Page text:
Wednesday, May 09, 2012

It's the Hood not the Hoodie, But.......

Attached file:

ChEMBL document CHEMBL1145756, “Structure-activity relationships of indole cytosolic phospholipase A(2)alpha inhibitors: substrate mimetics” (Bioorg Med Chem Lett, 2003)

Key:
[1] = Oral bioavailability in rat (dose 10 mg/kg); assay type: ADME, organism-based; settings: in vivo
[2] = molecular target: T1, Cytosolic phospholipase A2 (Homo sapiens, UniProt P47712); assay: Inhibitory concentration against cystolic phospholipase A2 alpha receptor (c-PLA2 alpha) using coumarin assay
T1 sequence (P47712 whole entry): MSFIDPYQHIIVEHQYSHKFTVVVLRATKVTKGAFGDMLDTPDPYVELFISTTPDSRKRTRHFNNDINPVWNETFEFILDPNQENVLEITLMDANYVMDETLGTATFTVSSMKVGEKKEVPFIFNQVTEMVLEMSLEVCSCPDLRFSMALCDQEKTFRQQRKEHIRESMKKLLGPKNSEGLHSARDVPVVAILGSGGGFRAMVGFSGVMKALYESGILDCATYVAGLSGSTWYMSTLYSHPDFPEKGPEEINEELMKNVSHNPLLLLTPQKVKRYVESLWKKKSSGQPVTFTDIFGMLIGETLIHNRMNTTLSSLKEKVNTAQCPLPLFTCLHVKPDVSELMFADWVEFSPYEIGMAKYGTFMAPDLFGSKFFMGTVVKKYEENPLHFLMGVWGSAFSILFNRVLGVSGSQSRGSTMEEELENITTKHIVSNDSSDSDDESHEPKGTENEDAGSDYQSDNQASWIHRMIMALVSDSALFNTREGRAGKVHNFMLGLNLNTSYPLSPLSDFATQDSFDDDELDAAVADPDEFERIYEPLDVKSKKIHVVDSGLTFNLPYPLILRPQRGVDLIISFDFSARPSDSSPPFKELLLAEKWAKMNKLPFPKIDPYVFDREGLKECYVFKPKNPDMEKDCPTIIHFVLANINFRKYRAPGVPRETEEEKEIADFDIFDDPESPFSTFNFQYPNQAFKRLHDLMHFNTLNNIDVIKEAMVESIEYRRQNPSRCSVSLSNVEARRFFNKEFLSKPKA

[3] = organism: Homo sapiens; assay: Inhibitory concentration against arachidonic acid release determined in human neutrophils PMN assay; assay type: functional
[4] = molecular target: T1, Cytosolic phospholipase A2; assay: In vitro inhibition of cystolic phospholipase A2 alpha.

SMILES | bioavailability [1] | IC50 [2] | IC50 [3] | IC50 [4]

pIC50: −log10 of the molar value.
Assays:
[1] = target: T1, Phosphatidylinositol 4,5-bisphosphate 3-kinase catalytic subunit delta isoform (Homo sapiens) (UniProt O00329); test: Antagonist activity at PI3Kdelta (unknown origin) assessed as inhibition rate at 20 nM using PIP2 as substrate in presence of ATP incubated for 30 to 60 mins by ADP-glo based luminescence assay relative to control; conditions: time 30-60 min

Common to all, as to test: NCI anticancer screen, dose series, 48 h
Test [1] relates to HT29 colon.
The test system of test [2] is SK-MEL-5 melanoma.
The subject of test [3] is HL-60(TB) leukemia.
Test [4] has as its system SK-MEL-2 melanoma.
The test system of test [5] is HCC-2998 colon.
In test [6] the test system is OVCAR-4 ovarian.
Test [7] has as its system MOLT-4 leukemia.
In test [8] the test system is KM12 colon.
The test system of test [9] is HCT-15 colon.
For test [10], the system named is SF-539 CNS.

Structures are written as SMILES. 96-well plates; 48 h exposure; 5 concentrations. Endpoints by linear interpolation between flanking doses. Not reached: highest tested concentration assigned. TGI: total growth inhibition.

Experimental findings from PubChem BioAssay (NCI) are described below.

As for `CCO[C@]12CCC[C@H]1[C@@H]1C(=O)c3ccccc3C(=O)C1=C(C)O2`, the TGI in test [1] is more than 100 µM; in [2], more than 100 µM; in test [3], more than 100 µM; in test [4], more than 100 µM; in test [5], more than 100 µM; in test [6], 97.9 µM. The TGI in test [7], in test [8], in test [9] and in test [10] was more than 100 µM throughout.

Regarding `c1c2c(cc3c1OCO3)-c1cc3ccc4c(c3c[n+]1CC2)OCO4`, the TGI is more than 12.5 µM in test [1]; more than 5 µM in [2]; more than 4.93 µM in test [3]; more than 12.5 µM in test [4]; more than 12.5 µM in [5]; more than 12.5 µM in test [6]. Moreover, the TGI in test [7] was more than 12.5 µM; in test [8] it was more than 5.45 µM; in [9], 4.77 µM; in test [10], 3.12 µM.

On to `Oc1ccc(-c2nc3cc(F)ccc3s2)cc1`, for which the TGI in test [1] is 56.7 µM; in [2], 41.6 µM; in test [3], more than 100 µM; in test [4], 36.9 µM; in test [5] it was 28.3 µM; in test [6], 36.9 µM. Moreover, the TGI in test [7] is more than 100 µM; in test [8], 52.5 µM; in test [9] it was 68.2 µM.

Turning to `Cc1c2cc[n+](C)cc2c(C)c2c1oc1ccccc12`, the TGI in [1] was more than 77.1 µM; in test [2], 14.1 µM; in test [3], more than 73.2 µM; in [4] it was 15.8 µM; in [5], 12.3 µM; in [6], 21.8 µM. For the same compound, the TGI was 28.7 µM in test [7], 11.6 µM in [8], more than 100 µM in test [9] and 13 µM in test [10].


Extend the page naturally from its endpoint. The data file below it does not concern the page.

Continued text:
Thursday, May 5th, 2012 New Orleans, Louisiana IS IT SAFE TO WEAR MY HOODIE? With summer approaching, I re-arranged my closet last week and put away winter clothes. In the mix was my hoodie. This garment has recently become one on of the most controversial pieces of outerwear in the nation. I wear mine when I exercise outdoors, or when skiing. And yes, depending on when and where it is worn, a hoodie can put you in harm’s way. Just ask the Trayvon Martin family. The death of this Florida teenager was apparently the result of a tragic convergence of events. The facts, at least those that are known, have been repeated continually by the news media and by others with various agendas. Martin, who is a black teenager, was walking in a gated community in the rain, wearing a hoodie. George Zimmerman, a community watcher, who was either on patrol or on his way back home, sighted Martin. Zimmerman felt that Martin looked suspicious and called the police. He was told by the dispatcher that a patrol unit was on the way, and that he should go back to his car and wait. But Zimmerman didn’t, and Trayvon Martin is dead. Four issues need some answers. Is deadly force justified outside the home? The “Castle Doctrine” is the law in most states allowing the use of deadly force to protect oneself inside his or her own home. But what about outside your home? Are you obligated to retreat from an attacker, or can you “stand your ground,” even if it’s safe to get away. In Florida, and in a growing number of states, if you are confronted and feel threatened, but are able to get away, you can go ahead and shoot anyway. Law enforcement officers and prosecutors nationwide, with few exceptions, strongly oppose “stand your ground” laws. They say these laws make it much harder to prosecute those who kill and claim self defense. Killings that are deemed legitimate have skyrocketed in Florida following the enactment of the “justifiable killing” law. But with the law enforcement community strongly opposed to this, should the deadly force rule outside one’s home continue? Should George Zimmerman have backed off? Of course he should have. He was specifically told to do so by the police dispatcher. These instructions, ignored by Zimmerman, would seem to shift the burden to him to prove that he was under attack and in “imminent danger.” He will need a lot of help from the experts analyzing the video that was taken, and by an analysis of the phone message that purports to hear one of the two, either Martin or Zimmerman, crying out for help in order to defend himself. Without some back up evidence in his favor, Zimmerman will face his current criminal charges and certainly a civil lawsuit. Why is there so much press coverage of this particular case? After all, there are killings of young black males every day. If you want to see the worst scenario, just monitor the local New Orleans newspaper down here, where I live in Louisiana. There were 200 killings last year, up 14% from the year before. Those being killed are often young black males. Why is this killing of such extraordinary interest? Is it because of the racial overtones? If the young man killed had been white, and the shooter black, would there be the same outcry? Would California Representative Maxine Waters still be hollering, “hate crime?” Would Reverend Jesse Jackson still be preaching that the young man killed had been “murdered and martyred?” Would Illinois Representative Bobby Rush still go to the microphone in the House chambers wearing a hoodie? Would Florida Congresswoman Federica Wilson still be charging that “this sweet young boy….was hunted down like a dog, shot on the street, and his killer is still at large?” Zimmerman is being vilified by the national news media on a regular basis. I’m not defending Zimmerman’s actions. But why this case? Where is the outrage for the thousands of other murder victims that are barely a blip in the back of the local paper where these killings take place? Is there a difference in the intensity of outrage depending on whether the victim is white, black or Hispanic? Is there a stigma that goes with wearing a hoodie? Read my own personal story and see how you would have reacted. I was in New Orleans last weekend for a birthday celebration at the Blue Room in Roosevelt Hotel in downtown New Orleans. I was by myself, and left the party around 9:00 pm for a return to Baton Rouge. I had left my car in a self park garage across from the hotel. I paid the charges, then headed towards the elevator to take me up to the fourth level where my car was parked. As I approached the elevator, a young black man, who was already on the elevator alone, held the door for me to get in. He was wearing jeans, tennis shoes and a hoodie pulled up on his head. The temperature outside was in the 60s. I hesitated. What to do? There was no one else around. Do I get on the elevator with him? Was I in any danger? They say we should not profile. Hogwash. Of course, I profiled. I weighed the odds and felt getting on that elevator was just not the safe thing to do to. I told him: “Just go ahead. I’m waiting for someone.” The elevator closed as he looked me square in the eye. Would I have had the same reaction if the young man had been white or Hispanic? Yes, most definitely. My main concern? It was the hoodie. I just didn’t have a safe feeling. I’m a big basketball fan and follow LeBron James, probably the best player in the NBA. I saw him recently pictured with sun glasses and a hoodie up over his head. If I saw him at night walking down a dark street and not recognizing who he was, my antenna would go up. I would profile and be cautious. Maybe even retreat. An overreaction? Probably. But what’s the saying? “Better safe than sorry.” Facebook founder Mark Zuckerberg wears a hoodie. He’s white and a little guy. But if the hoodie were pulled up around his head, I would keep my guard up. People make assumptions. Yes, they profile. Would Trayvon Martin be alive today if he were wearing a suit? Who’s to say? It may be unfair, but the hoodie didn’t help. Both blacks and whites still have a great divide to cross over. ''There is nothing more painful for me at this stage in my life,'' Jesse Jackson said several years ago, ''than to walk down the street and hear footsteps and start thinking about robbery -- and then look around and see somebody white and feel relieved.'' Does such a comment make Jesse Jackson a racist? The press and others with an agenda have turned this whole sordid mess into a black-white face-off. We still have a long, long way to go in reaching a consensus to just get along. So for the time being, I’m putting away my hoodie. ******* Jim Brown’s syndicated column appears each week in numerous newspapers throughout the nation and on websites worldwide. You can read all his past columns and see continuing updates at You can also hear Jim’s nationally syndicated radio show each Sunday morning from 9 AM till 11:00 AM, Central Time, on the Genesis Radio Network, with a live stream at